search and retrieve a single warrant from 23 million documents."
DST has saved additional time and money by eliminating the need for its 15-year-old check-scanning machine.
DSTs system is primarily for storage and retrieval, which is still a major concern for many government agencies. Other state and local imaging applications have added workflow to their imaging systems to automate the linear sequence of document processing in a bureaucracy. But electronic government is changing certain values and relationships between government and its constituents, creating the need for more flexibility and improved services.
This shift is forcing governments to come up with more flexible, interactive and coordinated work processes, using technology that is much more dynamic and modular. Standard document imaging and workflow just doesnt do the entire job. Traditional imaging companies, such as FileNet, Unisys and IBM, are remaking themselves into businesses that provide tools for managing electronic processes and content.
For example, a state transportation agency has to manage photos, applications, renewal forms and databases for its motor vehicle division, large-scale engineering drawings, construction contracts and databases of information for its engineering division and bids and supplier catalogs for its procurement department. It may also have to provide interfaces to the states criminal justice agency for stolen vehicle identification and data for the motor voter program.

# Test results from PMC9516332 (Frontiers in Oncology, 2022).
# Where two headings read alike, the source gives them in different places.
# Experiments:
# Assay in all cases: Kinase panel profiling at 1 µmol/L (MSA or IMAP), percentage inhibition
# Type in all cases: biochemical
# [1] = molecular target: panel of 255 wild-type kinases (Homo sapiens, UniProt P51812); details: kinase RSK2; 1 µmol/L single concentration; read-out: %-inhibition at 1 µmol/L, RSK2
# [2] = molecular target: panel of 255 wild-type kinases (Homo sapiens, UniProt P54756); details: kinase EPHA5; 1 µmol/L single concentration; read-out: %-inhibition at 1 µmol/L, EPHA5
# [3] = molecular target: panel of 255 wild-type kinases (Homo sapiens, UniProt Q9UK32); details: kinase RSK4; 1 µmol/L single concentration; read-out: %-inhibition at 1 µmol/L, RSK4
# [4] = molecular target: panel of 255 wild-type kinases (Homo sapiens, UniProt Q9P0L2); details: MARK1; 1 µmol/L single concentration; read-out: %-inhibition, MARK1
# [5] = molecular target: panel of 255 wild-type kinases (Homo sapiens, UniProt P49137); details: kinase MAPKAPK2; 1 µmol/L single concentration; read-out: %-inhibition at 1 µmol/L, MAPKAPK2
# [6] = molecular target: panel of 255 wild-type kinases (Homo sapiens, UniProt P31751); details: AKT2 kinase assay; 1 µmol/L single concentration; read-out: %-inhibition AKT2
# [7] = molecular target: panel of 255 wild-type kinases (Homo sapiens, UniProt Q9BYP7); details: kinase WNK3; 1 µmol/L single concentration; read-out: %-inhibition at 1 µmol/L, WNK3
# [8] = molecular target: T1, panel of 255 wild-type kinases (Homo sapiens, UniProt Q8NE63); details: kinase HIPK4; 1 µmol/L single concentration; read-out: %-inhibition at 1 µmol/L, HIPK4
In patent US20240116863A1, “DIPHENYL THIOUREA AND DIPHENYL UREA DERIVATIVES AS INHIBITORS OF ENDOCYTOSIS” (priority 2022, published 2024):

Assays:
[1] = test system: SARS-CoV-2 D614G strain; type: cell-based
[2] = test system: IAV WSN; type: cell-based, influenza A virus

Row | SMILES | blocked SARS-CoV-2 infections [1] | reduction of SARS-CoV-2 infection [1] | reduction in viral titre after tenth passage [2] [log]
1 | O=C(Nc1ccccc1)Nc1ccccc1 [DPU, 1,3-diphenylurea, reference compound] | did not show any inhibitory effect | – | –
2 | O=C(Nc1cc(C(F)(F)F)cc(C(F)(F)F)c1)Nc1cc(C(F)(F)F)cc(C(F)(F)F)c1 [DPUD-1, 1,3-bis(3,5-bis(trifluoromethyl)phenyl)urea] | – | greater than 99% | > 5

When all these processes are paper driven, theres little that can be done to reengineer the business. But combine the power of the Internet with document technologies, including imaging and workflow, and add enterprise business applications, such as ERP and CRM, and new capabilities begin to emerge.
But as state and local governments explore this change in the process that allows agencies to interact with their constituents in more dynamic ways, its important they step back and take the time to understand the purpose of the documents that will be used in such a system.
"The obstacle to successful, large-scale implementation of imaging is understanding which documents are of high value, which ones are good candidates for imaging and which ones are better candidates as an electronic document for direct exchange from computer to computer," said Menta. "You have to understand the content of the document, the transaction of the document, who the document comes from and for whom its intended."